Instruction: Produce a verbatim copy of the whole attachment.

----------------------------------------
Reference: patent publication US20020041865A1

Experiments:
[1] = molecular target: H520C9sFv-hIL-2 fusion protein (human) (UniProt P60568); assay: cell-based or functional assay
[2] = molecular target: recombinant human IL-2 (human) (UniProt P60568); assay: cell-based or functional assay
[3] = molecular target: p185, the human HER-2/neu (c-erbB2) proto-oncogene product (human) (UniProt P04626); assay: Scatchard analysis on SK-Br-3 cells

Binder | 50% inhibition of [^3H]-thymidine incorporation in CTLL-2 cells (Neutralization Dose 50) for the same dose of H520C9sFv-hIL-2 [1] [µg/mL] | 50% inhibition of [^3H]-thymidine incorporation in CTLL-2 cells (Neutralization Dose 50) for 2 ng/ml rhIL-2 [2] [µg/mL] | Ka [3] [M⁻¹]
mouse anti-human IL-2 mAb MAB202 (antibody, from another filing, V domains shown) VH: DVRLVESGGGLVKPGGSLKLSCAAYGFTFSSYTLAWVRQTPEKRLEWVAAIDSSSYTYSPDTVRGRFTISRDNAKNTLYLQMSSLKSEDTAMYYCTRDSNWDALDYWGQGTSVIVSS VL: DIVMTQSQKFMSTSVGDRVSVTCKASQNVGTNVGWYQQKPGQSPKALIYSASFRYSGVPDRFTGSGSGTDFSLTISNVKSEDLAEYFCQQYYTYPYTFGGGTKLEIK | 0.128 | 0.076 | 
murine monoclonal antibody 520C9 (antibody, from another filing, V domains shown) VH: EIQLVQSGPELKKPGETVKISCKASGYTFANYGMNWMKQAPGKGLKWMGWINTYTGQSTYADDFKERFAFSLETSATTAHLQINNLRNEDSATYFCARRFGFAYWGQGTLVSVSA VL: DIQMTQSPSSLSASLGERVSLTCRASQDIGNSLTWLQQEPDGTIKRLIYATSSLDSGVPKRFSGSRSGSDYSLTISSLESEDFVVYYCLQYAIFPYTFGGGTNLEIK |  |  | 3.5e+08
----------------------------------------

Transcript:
Reference: patent publication US20020041865A1

Experiments:
[1] = molecular target: H520C9sFv-hIL-2 fusion protein (human) (UniProt P60568); assay: cell-based or functional assay
[2] = molecular target: recombinant human IL-2 (human) (UniProt P60568); assay: cell-based or functional assay
[3] = molecular target: p185, the human HER-2/neu (c-erbB2) proto-oncogene product (human) (UniProt P04626); assay: Scatchard analysis on SK-Br-3 cells

Binder | 50% inhibition of [^3H]-thymidine incorporation in CTLL-2 cells (Neutralization Dose 50) for the same dose of H520C9sFv-hIL-2 [1] [µg/mL] | 50% inhibition of [^3H]-thymidine incorporation in CTLL-2 cells (Neutralization Dose 50) for 2 ng/ml rhIL-2 [2] [µg/mL] | Ka [3] [M⁻¹]
mouse anti-human IL-2 mAb MAB202 (antibody, from another filing, V domains shown) VH: DVRLVESGGGLVKPGGSLKLSCAAYGFTFSSYTLAWVRQTPEKRLEWVAAIDSSSYTYSPDTVRGRFTISRDNAKNTLYLQMSSLKSEDTAMYYCTRDSNWDALDYWGQGTSVIVSS VL: DIVMTQSQKFMSTSVGDRVSVTCKASQNVGTNVGWYQQKPGQSPKALIYSASFRYSGVPDRFTGSGSGTDFSLTISNVKSEDLAEYFCQQYYTYPYTFGGGTKLEIK | 0.128 | 0.076 | 
murine monoclonal antibody 520C9 (antibody, from another filing, V domains shown) VH: EIQLVQSGPELKKPGETVKISCKASGYTFANYGMNWMKQAPGKGLKWMGWINTYTGQSTYADDFKERFAFSLETSATTAHLQINNLRNEDSATYFCARRFGFAYWGQGTLVSVSA VL: DIQMTQSPSSLSASLGERVSLTCRASQDIGNSLTWLQQEPDGTIKRLIYATSSLDSGVPKRFSGSRSGSDYSLTISSLESEDFVVYYCLQYAIFPYTFGGGTNLEIK |  |  | 3.5e+08